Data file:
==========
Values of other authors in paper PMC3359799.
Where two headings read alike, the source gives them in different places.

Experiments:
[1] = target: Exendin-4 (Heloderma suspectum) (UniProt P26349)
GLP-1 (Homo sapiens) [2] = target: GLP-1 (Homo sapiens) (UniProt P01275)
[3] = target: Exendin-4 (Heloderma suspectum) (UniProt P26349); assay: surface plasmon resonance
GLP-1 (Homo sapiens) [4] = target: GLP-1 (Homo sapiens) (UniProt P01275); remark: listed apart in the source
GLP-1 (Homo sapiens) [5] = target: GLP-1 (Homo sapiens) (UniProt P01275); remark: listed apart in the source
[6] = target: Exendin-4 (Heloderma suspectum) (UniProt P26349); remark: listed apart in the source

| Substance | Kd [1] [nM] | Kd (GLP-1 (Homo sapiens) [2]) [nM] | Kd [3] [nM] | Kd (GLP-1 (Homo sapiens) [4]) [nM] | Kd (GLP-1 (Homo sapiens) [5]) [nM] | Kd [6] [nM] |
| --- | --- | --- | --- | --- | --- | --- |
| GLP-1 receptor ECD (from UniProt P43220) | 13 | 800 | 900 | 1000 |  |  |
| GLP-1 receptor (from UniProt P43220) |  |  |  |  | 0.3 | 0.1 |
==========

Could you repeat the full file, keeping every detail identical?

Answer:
Values of other authors in paper PMC3359799.
Where two headings read alike, the source gives them in different places.

Experiments:
[1] = target: Exendin-4 (Heloderma suspectum) (UniProt P26349)
GLP-1 (Homo sapiens) [2] = target: GLP-1 (Homo sapiens) (UniProt P01275)
[3] = target: Exendin-4 (Heloderma suspectum) (UniProt P26349); assay: surface plasmon resonance
GLP-1 (Homo sapiens) [4] = target: GLP-1 (Homo sapiens) (UniProt P01275); remark: listed apart in the source
GLP-1 (Homo sapiens) [5] = target: GLP-1 (Homo sapiens) (UniProt P01275); remark: listed apart in the source
[6] = target: Exendin-4 (Heloderma suspectum) (UniProt P26349); remark: listed apart in the source

| Substance | Kd [1] [nM] | Kd (GLP-1 (Homo sapiens) [2]) [nM] | Kd [3] [nM] | Kd (GLP-1 (Homo sapiens) [4]) [nM] | Kd (GLP-1 (Homo sapiens) [5]) [nM] | Kd [6] [nM] |
| --- | --- | --- | --- | --- | --- | --- |
| GLP-1 receptor ECD (from UniProt P43220) | 13 | 800 | 900 | 1000 |  |  |
| GLP-1 receptor (from UniProt P43220) |  |  |  |  | 0.3 | 0.1 |